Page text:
Dean Pay has resigned as coach of Canterbury with the struggling Bulldogs stranded at the bottom of the NRL ladder.
The Roar’s NRL Thursday Night Forecast series is back where this week we will look at the Bulldogs, s in the thick of the fight for a top-four finish, and the Sea Eagles, with finals hopes all but extinguished by the Eels in a tense Friday night clash last week.
After a disappointing foray into North Queensland in Round 20 the Bulldogs have bounced back with solid victories over the Dragons and Knights over the last two rounds.
Overall the team is travelling very well having won six of their last seven matches, with only the ignominious performance in Townsville to blot the record.
That surge, along with a drop off in form from the two Queensland sides, has seen the Bulldogs vault into a four-way scramble with the Cowboys, Raiders and Broncos for the two remaining top-four positions behind the Sharks and Storm.
However with the Broncos and Cowboys both still to come on the schedule for Canterbury the team must ensure they capitalise on this game and their final round match against the Rabbitohs.
For the Eagles meanwhile the fight is very nearly over with last Friday’s disappointing loss to the Eels leaving the team with virtually no path to making the eight. The team is now four points behind the eighth placed Tigers and needs both a perfect record themselves and a lengthy series of results to go their own way to have any chance.
It has been a season of fits and spurts for the Northern Beaches side with the recent three game winning streak undone by a frustrating performance against an undermanned Eels side. A key part of the team’s inconsistency has been the team’s unlucky injury record with constant reshuffles being required. This been especially true in the backline where nine players have appeared in the five outside back positions and no player has more than 13 appearances in the same position.
In a team adjusting to a new coach and adapting to the loss of an international half it was always going to be a challenge to form strong combinations. But the team’s injury toll has made it incredibly difficult for the team to display any sort of consistent form.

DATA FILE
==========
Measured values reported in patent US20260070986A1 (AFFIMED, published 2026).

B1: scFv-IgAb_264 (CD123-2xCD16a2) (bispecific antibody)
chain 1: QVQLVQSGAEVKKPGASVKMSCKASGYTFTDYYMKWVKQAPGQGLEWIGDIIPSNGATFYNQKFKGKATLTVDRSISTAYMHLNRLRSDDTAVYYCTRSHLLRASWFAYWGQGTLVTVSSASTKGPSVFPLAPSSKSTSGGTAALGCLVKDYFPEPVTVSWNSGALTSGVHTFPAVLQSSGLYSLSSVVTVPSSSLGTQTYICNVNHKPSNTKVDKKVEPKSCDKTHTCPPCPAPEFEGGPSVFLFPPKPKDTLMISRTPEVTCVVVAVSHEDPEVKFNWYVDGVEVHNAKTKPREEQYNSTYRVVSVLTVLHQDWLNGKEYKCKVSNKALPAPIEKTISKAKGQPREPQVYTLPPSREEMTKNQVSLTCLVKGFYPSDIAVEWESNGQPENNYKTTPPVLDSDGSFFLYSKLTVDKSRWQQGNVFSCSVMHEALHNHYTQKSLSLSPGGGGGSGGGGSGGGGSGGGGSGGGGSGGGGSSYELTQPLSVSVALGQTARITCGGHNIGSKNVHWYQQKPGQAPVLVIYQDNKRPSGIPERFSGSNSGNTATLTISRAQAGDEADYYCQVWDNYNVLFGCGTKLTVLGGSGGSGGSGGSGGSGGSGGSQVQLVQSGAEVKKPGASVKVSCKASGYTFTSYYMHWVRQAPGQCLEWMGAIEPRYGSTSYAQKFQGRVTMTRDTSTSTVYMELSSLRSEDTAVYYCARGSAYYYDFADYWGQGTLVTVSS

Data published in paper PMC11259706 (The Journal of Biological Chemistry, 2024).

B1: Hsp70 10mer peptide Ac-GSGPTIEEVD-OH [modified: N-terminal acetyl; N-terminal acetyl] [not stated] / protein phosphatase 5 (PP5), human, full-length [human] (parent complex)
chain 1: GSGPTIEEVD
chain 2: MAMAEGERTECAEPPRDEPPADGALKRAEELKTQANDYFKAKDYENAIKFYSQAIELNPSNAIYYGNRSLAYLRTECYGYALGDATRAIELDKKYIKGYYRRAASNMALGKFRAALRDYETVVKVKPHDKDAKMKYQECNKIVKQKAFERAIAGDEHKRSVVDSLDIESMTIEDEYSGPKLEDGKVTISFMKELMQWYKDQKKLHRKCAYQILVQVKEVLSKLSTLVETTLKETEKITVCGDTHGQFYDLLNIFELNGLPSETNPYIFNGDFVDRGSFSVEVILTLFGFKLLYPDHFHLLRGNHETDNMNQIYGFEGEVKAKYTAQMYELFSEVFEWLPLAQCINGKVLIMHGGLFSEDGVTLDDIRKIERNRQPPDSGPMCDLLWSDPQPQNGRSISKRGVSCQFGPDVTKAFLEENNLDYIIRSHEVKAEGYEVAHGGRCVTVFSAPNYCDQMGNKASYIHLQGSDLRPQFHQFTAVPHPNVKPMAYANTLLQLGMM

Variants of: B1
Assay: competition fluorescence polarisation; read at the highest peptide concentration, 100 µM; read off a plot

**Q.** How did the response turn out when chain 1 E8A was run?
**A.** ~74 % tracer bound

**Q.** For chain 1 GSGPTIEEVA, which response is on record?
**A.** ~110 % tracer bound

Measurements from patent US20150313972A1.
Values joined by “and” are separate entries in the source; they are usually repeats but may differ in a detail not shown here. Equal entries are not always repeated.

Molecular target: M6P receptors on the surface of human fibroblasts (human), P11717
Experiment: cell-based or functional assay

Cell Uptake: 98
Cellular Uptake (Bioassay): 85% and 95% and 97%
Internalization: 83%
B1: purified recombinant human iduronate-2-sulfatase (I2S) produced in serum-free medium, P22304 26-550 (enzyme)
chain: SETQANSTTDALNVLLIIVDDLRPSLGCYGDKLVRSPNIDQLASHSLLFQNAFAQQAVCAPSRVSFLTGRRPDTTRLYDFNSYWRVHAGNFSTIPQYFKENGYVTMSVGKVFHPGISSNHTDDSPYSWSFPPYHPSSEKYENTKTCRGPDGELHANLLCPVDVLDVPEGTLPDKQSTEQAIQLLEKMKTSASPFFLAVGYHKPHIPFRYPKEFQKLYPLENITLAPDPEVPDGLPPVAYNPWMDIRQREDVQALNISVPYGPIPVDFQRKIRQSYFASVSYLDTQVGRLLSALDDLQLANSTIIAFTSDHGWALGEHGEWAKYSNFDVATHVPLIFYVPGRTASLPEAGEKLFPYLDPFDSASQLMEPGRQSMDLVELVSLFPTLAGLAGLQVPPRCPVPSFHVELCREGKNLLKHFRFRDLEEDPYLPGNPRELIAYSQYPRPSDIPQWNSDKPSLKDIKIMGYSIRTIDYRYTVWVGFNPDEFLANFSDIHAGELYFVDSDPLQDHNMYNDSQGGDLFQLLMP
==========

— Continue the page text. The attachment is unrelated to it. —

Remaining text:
|Will Hopoate||Fullback||Tom Trbojevic|
|Brett Morris||Left winger||Jorge Taufua|
|Josh Morris||Left centre||Brayden Williame|
|Curtis Rona||Right centre||Dylan Walker|
|Sam Perrett||Right winger||Matthew Wright|
|Moses Mbye||Left half||Daly Cherry-Evans|
|Josh Reynolds||Right half||Jamie Lyon|
|James Graham||Prop||Darcy Lussick|
|Michael Lichaa||Hooker||Apisai Korisau|
|Aidan Tolman||Prop||Addin Fonua-Blake|
|Raymond Faitala-Mariner||Left second row||Martin Taupau|
|Josh Jackson||Right second row||Jamie Buhrer|
|David Klemmer||Lock||Jake Trbojevic|
|Sam Kasiano||Interchange||Lewis Brown|
|Danny Fualolo||Interchange||Josh Starling|
|Tony Williams||Interchange||Nathan Green|
|Tim Browne||Interchange||Siosaia Vave|
Starting with the home side and there are no changse to report as Coach Des Hasler picks from an almost full strength squad. Only backrower Greg Eastwood is currently unavailable. He’s expected to be back in the next week or two; exactly the sort of health report a coach wants heading into the final rounds of the season.
For the Sea Eagles however there are a number of changes. The return of Jamie Lyon in the halves allows Dylan Walker to move back to his strongest position at right centre with utility Lewis Brown shifting back to the bench.
There have also been changes in the Manly forward pack with Martin Taupau shifted from the front row to the left edge while Addin Fonua-Blake gets promoted from the bench to the starting prop role. Nathan Green shifts from the back row to the bench and Blake Leary drops out after he was used sparingly in Parramatta.
What to look for
This week in what to watch for we’re going to look at the two opposing fullbacks tonight Will Hopoate and Tom Trbojevic. They are two players who are steadily growing in influence and importance for their respective teams.
Will Hopoate joined the Bulldogs at the start of 2016 after two largely disappointing seasons at the Eels.
While a measure of rust was to be expected after Hopoate re-joined professional football after undertaking a two-year Mormon mission, he was both scratchy for the Eels on the field and also reported to be eating up a large chunk of the Eels salary cap.
As such there was little disappointment from Eels fans when the club effectively traded out Hopoate for Michael Jennings in the great centre-go-round of summer 15-16.
I say centre-go-round because for most of his Eels career that is the position that Hopoate played with only a six game stint at the start of 2015 at fullback. Hopoate’s solid but not spectacular form in the position, plus the presence of a comparatively good fullback in Reece Robinson led to the quick abandonment of that approach.
However with Brett Morris out injured at the start the season, Hopoate was given an opportunity to shine at fullback by Hasler and it is fair to say he has been much more impressive in the role this time around.